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Loch Ness Poster

Loch Ness

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Loch Ness Overview

Dr. Dempsey is an American scientist who has become a skeptic. He isn't enthusiastic to be sent by his employer to Scotland to (dis)prove the existence of the Loch Ness monster. He finds the locals stubborn, 'primitive' and all but hospitable, not in the least because the Nessie legend is the only tourist attraction. He still gets romantically attracted by his independent inn-keeper Laura, and both her kid and his local assistant end up making him face a small family of Nessie-dinosaurs, but is this to be made public?

Directed by: John Henderson

Who Stars in Loch Ness

Ted Danson
Dr. Dempsey

Ted Danson

Ian Holm
Water Bailiff

Ian Holm

James Frain
Adrian Foote

James Frain

Keith Allen
Gordon Shoals

Keith Allen


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Reviews for Loch Ness

Author: Wuchak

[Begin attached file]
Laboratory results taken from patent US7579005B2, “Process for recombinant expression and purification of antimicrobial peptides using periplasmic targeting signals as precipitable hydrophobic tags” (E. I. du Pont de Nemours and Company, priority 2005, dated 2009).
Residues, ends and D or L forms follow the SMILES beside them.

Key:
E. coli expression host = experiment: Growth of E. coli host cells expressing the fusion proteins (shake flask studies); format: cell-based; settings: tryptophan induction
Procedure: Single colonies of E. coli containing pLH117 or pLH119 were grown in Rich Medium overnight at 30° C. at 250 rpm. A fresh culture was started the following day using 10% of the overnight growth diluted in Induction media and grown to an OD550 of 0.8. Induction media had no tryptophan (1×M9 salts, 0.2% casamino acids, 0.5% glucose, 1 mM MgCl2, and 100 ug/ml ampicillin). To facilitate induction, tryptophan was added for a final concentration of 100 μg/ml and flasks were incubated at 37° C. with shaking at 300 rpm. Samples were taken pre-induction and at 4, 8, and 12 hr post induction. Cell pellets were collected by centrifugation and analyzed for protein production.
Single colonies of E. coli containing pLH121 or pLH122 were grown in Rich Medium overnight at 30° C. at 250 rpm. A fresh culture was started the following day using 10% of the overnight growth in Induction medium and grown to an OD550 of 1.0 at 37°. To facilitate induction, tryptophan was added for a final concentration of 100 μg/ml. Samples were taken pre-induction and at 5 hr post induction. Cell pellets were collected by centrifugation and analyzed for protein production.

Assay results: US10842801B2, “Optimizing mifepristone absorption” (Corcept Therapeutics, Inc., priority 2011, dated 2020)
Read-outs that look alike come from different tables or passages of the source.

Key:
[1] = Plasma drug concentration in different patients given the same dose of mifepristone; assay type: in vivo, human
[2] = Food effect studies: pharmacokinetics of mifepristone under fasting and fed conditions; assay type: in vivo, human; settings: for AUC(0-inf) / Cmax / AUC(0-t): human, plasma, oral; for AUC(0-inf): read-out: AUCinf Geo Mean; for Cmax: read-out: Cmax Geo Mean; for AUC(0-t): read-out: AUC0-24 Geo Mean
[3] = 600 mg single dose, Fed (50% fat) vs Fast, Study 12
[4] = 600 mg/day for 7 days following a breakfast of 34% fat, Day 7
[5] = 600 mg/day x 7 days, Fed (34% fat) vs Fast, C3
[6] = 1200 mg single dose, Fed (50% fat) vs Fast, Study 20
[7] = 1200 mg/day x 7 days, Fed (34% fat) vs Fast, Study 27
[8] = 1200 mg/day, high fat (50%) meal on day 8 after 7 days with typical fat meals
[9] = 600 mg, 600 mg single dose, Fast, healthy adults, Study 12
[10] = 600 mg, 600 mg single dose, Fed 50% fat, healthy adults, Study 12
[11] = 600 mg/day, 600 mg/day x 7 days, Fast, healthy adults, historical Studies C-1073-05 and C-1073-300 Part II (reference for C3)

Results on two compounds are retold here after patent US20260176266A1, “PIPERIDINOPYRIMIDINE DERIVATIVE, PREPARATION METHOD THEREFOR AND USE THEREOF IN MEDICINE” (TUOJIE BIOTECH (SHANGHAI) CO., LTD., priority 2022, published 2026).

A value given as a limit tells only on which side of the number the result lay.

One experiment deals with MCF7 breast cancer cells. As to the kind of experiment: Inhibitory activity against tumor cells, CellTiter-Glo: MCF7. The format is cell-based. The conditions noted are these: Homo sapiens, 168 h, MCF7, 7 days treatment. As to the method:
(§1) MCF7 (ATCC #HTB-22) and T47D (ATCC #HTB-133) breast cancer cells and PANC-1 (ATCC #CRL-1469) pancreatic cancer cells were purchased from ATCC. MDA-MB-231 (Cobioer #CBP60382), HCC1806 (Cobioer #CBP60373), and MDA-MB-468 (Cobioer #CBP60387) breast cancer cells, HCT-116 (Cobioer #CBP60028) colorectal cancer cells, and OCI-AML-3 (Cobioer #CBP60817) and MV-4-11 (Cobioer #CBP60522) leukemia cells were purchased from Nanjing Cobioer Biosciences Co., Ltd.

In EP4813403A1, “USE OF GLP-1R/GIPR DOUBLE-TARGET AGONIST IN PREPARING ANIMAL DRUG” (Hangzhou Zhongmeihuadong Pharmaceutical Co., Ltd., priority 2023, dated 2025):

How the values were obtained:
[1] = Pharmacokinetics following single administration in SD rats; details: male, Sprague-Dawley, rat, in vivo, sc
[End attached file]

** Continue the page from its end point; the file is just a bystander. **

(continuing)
Predictable? Yes. Innocuous? Yes. Spiritually potent? Absolutely. RELEASED IN 1996 and directed by John Henderson, "Loch Ness" explores the possibility of the Loch Ness monster, at least on the surface. Ted Danson plays a disillusioned cryptozoologist who is sent on assignment to Loch Ness, Scotland, to disprove the mythical creature's existence. With the assistance of a clairvoyant girl (Kirsty Graham) he discovers life-changing things. If you're remotely interested in cryptozoology "Loch Ness" is a must. Despite the fact that the story is predictable, this is a very well-made film. It was filmed in 1994 on location in Scotland and England. Although it was primed for theatrical release, and released as such in Europe, in America it was ultimately decided to release it on network TV in September, 1996. The film has a lot going for it: Danson is perfect as the jaded scientist; Joely Richardson is Beautiful; the little clairvoyant girl is cute and spiritual; the locations are continuously breathtaking; the people are likable and the story touches on important themes of which most can relate. If you're in the mood for a slasher/monster horror flick with lots of gore, this isn't the film to see. See "Beneath Loch Ness" (2001) or "Loch Ness Terror" aka "Beyond Loch Ness" (2008) instead. However, if you care to explore some of life's most vital questions, look no further. Danson’s character, Dr. Dempsey, has given up on love in the aftermath of a divorce; he's also given up on his life's work, his dream. He's a laughing stock in the scientific community. Note his powerful statement to his Scottish partner at Loch Ness: "I'm a joke. I'm the guy who chases looney tunes and you think I don't wanna find something out there? If I nailed a dinosaur in Loch Ness I would be vindicated a thousand times over. I would have it all back and more. But it's not gonna happen. There's nothing down there, there's nothing up in British Columbia, there's nothing unexplained flying around the skies at night. That's just a wish list to make us feel like there's something more to life than the $#*% we got stuck with." As you can see, the film is more than just cutesy family fare or mindless monster mayhem. The struggle Dempsey is going through is real and we can all relate to it on some level. We may not be looking for the Loch Ness monster, but we all have dreams; we all hope to discover love in some manner; we all hope to find meaning in life. Unless, of course, we've given up, like Dempsey in the story. Yet, even then, in the blackest pit of anguish & despair there's hope. There are two general views on life: (1.) That life and the universe are one big meaningless accident and you're just an insignificant bug that will soon be squashed out of existence and memory. And (2.) that there's an intelligent design to the universe and, although it's somehow “fallen” (severely messed up), there IS meaning, love, hope and purpose, even if we are presently unable to fully comprehend it. The film addresses the clash of these two opposing views. We've all experienced the conflict of these two positions within our OWN hearts; it's the clash of flesh and spirit. On the one hand, we WANT to believe the latter position, but life keeps dishing out so much crap that we are seriously tempted to give in to the former. This is the struggle Dempsey faces in the story. He's given up; he's stumbling in the darkness; he's just going through the motions to exist. His smile is mostly a facade. The little girl is a key factor in his potential deliverance. She is able to see things as they truly are, including beyond the areas of normal perception. Dempsey says seeing is believing, but the little girl insists that believing in unseen reality is more important than physically seeing, if you know what I mean. THE FILM RUNS 1 hour, 41 minutes. WRITER: John Fusco. GRADE: B+/A-